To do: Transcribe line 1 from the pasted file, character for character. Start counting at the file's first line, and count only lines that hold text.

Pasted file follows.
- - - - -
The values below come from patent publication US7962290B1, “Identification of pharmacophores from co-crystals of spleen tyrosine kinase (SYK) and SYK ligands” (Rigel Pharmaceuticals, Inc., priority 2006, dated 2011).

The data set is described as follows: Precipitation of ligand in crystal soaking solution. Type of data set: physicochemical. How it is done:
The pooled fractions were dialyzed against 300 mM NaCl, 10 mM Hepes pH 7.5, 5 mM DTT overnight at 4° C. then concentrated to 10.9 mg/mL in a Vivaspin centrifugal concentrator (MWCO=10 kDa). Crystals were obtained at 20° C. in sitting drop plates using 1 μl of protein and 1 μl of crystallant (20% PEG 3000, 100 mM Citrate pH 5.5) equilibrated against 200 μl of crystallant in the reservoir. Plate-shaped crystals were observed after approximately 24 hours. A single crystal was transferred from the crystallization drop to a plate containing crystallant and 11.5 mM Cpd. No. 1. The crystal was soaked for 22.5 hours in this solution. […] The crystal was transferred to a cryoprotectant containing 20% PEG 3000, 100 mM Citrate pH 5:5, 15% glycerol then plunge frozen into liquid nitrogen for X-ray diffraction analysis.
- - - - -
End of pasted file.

The values below come from patent publication US7962290B1, “Identification of pharmacophores from co-crystals of spleen tyrosine kinase (SYK) and SYK ligands” (Rigel Pharmaceuticals, Inc., priority 2006, dated 2011).